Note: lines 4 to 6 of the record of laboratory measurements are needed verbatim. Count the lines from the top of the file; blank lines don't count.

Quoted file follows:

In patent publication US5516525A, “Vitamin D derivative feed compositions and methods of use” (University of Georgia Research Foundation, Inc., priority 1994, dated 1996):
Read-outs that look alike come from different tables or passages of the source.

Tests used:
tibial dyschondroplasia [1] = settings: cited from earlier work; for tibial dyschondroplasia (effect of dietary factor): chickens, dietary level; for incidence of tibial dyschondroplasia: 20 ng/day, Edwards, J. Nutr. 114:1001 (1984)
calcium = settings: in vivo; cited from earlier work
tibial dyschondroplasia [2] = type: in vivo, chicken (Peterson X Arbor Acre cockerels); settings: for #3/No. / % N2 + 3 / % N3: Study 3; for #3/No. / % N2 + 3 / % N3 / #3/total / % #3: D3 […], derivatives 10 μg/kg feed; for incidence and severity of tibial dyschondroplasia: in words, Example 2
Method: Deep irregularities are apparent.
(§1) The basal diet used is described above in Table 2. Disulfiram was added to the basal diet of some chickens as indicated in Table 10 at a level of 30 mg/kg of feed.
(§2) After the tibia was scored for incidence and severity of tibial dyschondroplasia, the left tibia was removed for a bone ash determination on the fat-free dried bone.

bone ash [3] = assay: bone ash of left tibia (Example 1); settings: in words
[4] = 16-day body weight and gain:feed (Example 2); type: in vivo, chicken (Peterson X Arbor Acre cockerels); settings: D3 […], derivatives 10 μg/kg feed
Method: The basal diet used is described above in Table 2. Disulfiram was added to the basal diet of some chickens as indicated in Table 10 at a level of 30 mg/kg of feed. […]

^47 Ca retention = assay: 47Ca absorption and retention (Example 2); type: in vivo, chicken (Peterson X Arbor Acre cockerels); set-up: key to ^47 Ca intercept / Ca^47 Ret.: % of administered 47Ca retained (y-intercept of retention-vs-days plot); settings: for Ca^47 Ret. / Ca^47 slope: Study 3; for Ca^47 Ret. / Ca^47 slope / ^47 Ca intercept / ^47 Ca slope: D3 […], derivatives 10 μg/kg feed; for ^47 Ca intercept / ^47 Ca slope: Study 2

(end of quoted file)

tibial dyschondroplasia [1] = settings: cited from earlier work; for tibial dyschondroplasia (effect of dietary factor): chickens, dietary level; for incidence of tibial dyschondroplasia: 20 ng/day, Edwards, J. Nutr. 114:1001 (1984)
calcium = settings: in vivo; cited from earlier work
tibial dyschondroplasia [2] = type: in vivo, chicken (Peterson X Arbor Acre cockerels); settings: for #3/No. / % N2 + 3 / % N3: Study 3; for #3/No. / % N2 + 3 / % N3 / #3/total / % #3: D3 […], derivatives 10 μg/kg feed; for incidence and severity of tibial dyschondroplasia: in words, Example 2